CHARLOTTE, N.C. (WBTV) - On Aug. 2, 2019, CMPD Officer John Juhasz responded to a domestic dispute on Ernest Russell Court in Charlotte.
When he arrived on scene, 55-year-old Delano Williams was holding his wife and sister-in-law at gunpoint.
Officer Juhasz shot and killed Williams.
His wife Heather spoke exclusively to WBTV about what it was like as a wife to get the phone call that he was involved in something like this.
She says in the 10 years he’s spent in law enforcement, he had never fired a weapon until that day, and as a wife she had never been more scared, or more proud.
Heather and John Juhasz met in college and have been together for 12 years.
John served seven years with NYPD.
In 2017, their family of four moved to Charlotte and John joined CMPD.
“When we moved here I felt my anxieties go down of him being a cop because I figured things would be better it wasn’t as crazy as New York City," Heather Juhasz said.
She says in some ways she was wrong.
“There’s a lot more domestic violence incidents here and those are actually the most dangerous for them,” she said.
On Aug. 2, she got the phone call she hoped she’d never get.
“Right away he says to me ‘I was in a shooting but I’m okay,’ and your heart kind of stops your brain goes into fast forward,” Heather said.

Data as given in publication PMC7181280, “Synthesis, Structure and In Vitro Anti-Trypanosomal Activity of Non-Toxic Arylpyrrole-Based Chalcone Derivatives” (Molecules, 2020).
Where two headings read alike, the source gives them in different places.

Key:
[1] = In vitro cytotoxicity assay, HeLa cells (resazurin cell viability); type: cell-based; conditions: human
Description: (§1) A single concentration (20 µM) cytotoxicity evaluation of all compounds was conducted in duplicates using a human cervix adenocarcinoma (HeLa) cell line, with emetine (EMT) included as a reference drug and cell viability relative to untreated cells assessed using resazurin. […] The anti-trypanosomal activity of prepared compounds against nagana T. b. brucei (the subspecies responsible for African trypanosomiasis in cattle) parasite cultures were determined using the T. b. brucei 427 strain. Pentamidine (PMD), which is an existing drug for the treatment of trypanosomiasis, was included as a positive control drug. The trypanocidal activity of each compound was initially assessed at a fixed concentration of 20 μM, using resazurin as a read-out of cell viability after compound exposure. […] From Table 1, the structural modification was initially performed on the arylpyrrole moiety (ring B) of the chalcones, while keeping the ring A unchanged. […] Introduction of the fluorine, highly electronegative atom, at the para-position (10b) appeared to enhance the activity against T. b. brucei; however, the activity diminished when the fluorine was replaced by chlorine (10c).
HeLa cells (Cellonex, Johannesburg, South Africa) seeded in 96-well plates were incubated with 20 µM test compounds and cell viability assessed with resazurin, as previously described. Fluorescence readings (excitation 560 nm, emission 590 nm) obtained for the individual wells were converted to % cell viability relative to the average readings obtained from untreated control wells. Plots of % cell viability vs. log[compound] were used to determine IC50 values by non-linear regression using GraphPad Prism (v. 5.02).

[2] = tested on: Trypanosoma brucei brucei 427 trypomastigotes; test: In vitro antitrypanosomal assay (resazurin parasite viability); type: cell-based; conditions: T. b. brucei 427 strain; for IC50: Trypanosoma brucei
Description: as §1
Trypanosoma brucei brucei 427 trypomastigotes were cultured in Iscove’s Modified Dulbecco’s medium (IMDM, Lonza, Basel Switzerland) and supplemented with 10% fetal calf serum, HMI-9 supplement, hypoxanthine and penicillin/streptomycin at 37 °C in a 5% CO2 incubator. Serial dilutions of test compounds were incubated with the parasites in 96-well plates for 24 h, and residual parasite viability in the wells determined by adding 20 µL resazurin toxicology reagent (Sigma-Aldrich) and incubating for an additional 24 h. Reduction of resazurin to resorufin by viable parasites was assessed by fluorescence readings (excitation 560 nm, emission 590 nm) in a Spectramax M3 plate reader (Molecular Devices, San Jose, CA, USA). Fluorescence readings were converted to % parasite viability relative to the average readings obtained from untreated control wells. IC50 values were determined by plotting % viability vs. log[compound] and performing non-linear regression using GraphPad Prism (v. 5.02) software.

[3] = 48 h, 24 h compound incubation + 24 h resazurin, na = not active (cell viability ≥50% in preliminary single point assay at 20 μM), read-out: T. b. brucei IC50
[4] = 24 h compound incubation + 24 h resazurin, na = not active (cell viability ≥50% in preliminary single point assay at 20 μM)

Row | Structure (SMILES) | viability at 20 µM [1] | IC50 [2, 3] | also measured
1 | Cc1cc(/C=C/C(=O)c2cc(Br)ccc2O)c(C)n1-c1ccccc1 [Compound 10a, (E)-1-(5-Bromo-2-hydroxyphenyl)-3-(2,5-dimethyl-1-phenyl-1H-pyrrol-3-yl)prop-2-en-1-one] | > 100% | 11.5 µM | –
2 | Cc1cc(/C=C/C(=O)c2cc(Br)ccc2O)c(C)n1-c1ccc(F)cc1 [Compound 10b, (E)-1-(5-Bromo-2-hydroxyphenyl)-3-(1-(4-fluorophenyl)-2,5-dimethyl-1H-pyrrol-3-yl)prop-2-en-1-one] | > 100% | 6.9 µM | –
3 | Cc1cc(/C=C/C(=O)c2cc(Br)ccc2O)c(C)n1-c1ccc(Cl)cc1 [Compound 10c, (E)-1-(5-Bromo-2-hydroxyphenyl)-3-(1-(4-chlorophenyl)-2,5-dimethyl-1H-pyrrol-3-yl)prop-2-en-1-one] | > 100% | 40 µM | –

After registering the shock, she worried about potential backlash.
“That’s the last thing you should have to worry about but unfortunately in this profession you do,” she said.
She knew he killed a man who was holding his wife and sister-in-law at gunpoint.
In her heart, he did the right thing, and she soon learned the women involved agreed.
Keri Williams wrote these words in an op-ed for The Charlotte Observer:
“I have yet to meet the brave man, CMPD officer John Juhasz, who saved my life. But I think of him often. It took incredible skill and courage to pull the trigger. Had he delayed, even one or two seconds, my husband would have pulled his gun’s trigger first.”
“It’s very gratifying to see someone is actually appreciating police officers instead of condemning them,” Heather said.
She worries the backlash police officers get will make them second guess these decisions in the future.
“I’m sure there’s a lot of officers that worry about being judged and the repercussions of things and I just hope this doesn’t affect the way they do their jobs because if it does, who is going to be there to help all of us?” she said.
She also knows not everyone sees it this way.
“Do I believe there’s bad police officers?” she said. “Absolutely. But do I believe there’s bad doctors and teachers and every other profession? yes. But unfortunately police officers get publicized and the action of one affects the profession of many,” Heather said.
She wants people to see officers as humans just trying to serve and protect.
“He sees things that we could never imagine seeing in our lives and he knows that in some of these situations hes making a difference,” she said.
When the shooting happened, Officer Juhasz had actually already given notice to CMPD that he’d be leaving the department.
This shooting happened when he had only 16 hours left as an officer.
Juhasz says he is headed into a career outside of policing, but plans to keep his certification as a reserve officer.